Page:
Just imagine, the Chief Minister of a State being driven to the Assembly hall by a young research scholar! Those were the days unostentatious and pared to the bone security arrangements. Particularly, when compared to these days, when large armed security details follow VIPs, is supposed to be a status symbol. In this context, I recall how, as Chief Secretary to the government of Andhra Pradesh, I was once travelling to fulfil an official commitment, when I noticed that an unusually large number of cars had revolving lights on the roofs. To the best of my recollection, one was allowed to have a siren blowing, or have a revolving light, only if one was the Governor of a State. And, at the other extreme of the spectrum of eligibility, one had the fire-engines and ambulances. Determined to reign in whatever there was by way of excessive and avoidable use of symbols of authority and status, I consulted the protocol book and issued a circular restricting the use of overhead light on vehicles only to people entitled to that privilege, and that only when they were actually travelling in the vehicle is concerned. I was careful to use the word 'travelling' as I remembered that the driver of my father's car (when father was serving as a Judge of the Andhra Pradesh High Court), used to neatly wrap up the national flag and tuck it away in a plastic bag whenever father was not actually in the vehicle. Needless to say, the circular caused a minor furore. The Mayor of Vijayawada at that time called me up. "This job has no other perks anyway", she said, "why do you wish to withdraw even this simple pleasure?!" So much, then, for the true value of the so-called security requirements!

Security is undoubtedly essential but needs to be as unobtrusive and inoffensive as possible, though not at the cost of its proving ineffective.

Sanjeevayya needed no security! Just as some countries don't, even today! If there is no terrorism externally and no communal tension internally, India would probably stand to save billions of dollars spent now on protecting itself against internal enemies and external foes. So would countries of the world, in terms of the money they would save by having foreign policies that breed no cause for conflict and politicians who need not fear harm from their own peoples!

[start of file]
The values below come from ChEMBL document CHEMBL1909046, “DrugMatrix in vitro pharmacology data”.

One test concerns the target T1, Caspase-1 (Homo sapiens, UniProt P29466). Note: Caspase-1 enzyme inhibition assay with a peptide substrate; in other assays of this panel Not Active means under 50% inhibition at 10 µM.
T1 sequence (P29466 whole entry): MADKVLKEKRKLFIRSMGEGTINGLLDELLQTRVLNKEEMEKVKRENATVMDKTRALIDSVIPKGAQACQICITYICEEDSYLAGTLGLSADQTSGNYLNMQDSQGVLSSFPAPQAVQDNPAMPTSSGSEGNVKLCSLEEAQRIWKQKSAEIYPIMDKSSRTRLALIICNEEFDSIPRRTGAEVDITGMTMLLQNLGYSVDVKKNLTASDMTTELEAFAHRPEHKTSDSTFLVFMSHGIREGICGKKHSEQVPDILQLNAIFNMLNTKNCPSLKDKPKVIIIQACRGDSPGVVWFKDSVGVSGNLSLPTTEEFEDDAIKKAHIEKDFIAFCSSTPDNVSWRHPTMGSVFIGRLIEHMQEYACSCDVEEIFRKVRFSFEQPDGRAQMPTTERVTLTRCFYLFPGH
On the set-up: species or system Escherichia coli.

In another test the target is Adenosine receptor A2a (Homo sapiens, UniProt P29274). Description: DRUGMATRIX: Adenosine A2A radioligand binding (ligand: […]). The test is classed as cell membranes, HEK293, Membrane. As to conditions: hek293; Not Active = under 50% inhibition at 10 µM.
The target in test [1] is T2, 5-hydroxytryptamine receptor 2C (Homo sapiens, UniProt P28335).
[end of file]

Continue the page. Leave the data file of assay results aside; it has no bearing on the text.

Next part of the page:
Especially in the context of the post Covid-19 world, there is need for all nations to realise the importance of living in harmony with each other and working together harmoniously for a world devoid of strife and conflict; free from greed and avarice and full of peace, love and joy. A world whose economy grows sustainably and equitably ensconced in an ambience in which the weaker and the more fragile countries get what they need from those who have the ability to give it.

A world in, other words, in which the need for personal or national security is no longer relevant, and security services and armed forces will be a thing of the past.

How wonderful it is to imagine a future where cultural events and sports and games can happen without the fear of disruption by terrorist attacks. To contemplate an international arena from which distrust and suspicion have been eliminated. With the focus of the core agenda of the leadership of the comity of nations trained on scourges such as hunger, fear, poverty, disease, squalor and ignorance. And the people of the world will be able to lead their lives with dignity and in comfort.

What we have all just gone through, this was certainly an unprecedented era in the history of mankind. Therefore, to resolve to turn a new leaf and pledge ourselves to enter into such an era would be very much in order.

I have no doubt at all that I speak the voice of the billions of men and women all over the world.

From time to time, I receive quite a few responses and comments from the readers of this column. I always make it a point to share them with

Payam Sudhakaran, who is the member of the editorial staff dealing with my pieces. I thought, purely in a lighter vein, I should share with the readers one comment I received from an anonymous source which said, "Congratulations! The law of averages has finally caught up with you. You actually made an accurate statement in this week's piece!"

(Concluded)

(The writer is former Chief Secretary, Government of Andhra Pradesh)